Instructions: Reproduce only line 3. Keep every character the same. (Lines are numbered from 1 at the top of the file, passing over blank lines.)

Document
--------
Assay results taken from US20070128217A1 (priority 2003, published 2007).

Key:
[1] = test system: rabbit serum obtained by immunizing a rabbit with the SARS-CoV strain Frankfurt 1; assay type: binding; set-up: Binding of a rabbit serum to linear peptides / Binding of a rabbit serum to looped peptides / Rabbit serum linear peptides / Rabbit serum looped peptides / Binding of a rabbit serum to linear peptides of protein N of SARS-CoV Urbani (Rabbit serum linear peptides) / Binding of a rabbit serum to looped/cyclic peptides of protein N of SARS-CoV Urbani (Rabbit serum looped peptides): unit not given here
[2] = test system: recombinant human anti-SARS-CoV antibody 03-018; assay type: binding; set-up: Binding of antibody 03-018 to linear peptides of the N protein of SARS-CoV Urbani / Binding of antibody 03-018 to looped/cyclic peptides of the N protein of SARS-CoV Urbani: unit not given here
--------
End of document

[1] = test system: rabbit serum obtained by immunizing a rabbit with the SARS-CoV strain Frankfurt 1; assay type: binding; set-up: Binding of a rabbit serum to linear peptides / Binding of a rabbit serum to looped peptides / Rabbit serum linear peptides / Rabbit serum looped peptides / Binding of a rabbit serum to linear peptides of protein N of SARS-CoV Urbani (Rabbit serum linear peptides) / Binding of a rabbit serum to looped/cyclic peptides of protein N of SARS-CoV Urbani (Rabbit serum looped peptides): unit not given here